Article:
Two journalists were stopped and harassed by Phnom Penh police and security agents on Friday while covering a land dispute between authorities and residents along Boeng Tompun lake.
That same day, dozens of Meanchey district authorities used bulldozers and other heavy machinery to clear the homes of about 11 families along the reservoir in the city’s Boeng Tompun 1 commune, one week after ordering the homes be dismantled to make way for a private development. Government officials say the southern Phnom Penh lake is state-owned, but the body of water has become a development hotspot due to large-scale infilling and leasing to outside firms.
An Vichet, a freelance journalist working with CamboJA who was covering the home demolitions, said police confiscated his smartphone and press card and ordered him to delete all images he’d taken of the site.
“I was asked to show a press card and delete all photos,” he said. “They took my press card away and asked me to leave the place immediately or there would be a problem, saying this is their area, so no photography was allowed.”
Vichet said the encounter was a serious violation of press freedom and a restriction on journalists’ work.
“This activity of authorities is not hidden, it is in public, so journalists just have the role to capture the images and disseminate information to the public,” he said.
VOA Khmer reporter Lors Liblib, who also covered the dispute, said about 50 authorities took part in demolishing people’s homes.
“I was taking pictures when people were angry with the authorities,” he said. “Then [police] pointed at me, ordered for me to be arrested and my cell phone confiscated, and deleted all the pictures.”
Liblib said then authorities ordered him to leave the place, otherwise they will take other legal action.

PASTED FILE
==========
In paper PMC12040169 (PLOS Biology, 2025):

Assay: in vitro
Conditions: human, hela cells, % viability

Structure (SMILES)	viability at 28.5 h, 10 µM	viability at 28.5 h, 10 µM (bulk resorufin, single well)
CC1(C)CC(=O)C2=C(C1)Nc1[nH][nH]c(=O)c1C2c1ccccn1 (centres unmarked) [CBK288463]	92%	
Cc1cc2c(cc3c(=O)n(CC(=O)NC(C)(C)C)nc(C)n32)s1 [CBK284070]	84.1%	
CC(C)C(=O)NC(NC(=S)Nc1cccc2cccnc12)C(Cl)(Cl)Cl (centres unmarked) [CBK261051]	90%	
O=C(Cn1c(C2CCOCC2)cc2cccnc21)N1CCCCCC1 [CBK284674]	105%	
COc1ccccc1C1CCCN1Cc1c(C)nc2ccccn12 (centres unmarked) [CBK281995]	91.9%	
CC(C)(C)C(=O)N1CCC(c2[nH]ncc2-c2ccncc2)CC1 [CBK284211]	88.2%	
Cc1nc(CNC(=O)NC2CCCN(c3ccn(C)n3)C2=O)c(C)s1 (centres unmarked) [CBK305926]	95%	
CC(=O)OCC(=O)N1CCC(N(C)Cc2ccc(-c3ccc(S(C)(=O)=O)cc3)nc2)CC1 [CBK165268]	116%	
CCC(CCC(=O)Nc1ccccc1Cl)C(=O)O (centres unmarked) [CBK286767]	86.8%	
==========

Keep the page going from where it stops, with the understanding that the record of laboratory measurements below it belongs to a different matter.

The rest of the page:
“For me, I think this is a threat to the freedom of the press and they may want to hide this from the public,” he said.
The Cambodian Journalists Alliance Association (CamboJA) denounces the Meanchey district police and security agents for confiscating the identification cards of the reporters and calls on authorities to immediately stop such violations.
CamboJA executive director Nop Vy said in a statement that “the use of any forms of restrictions is a violation of the press law and the Constitution — that is unacceptable”.
“We call on the authorities to immediately stop the acts of harassment, intimidation and threats against journalists, and instead cooperate and pay respect to the role of journalists in order to prove that the government truly pays attention to and respects the rights of citizens, especially the right to information,” he said.
However, Phnom Penh deputy Governor Keut Chhe said the authorities’ actions against the reporters had been legally permitted.
“If we look at the instructions of the Ministry of Information, in the operation locations of authorities, journalists do not have immunity to enter the location,” he said. “Professional journalists must follow the instructions and the law, because it does not mean journalists have the right to access during the operation. It is understandable that the authorities have just deleted the image.”
Families affected by the reservoir project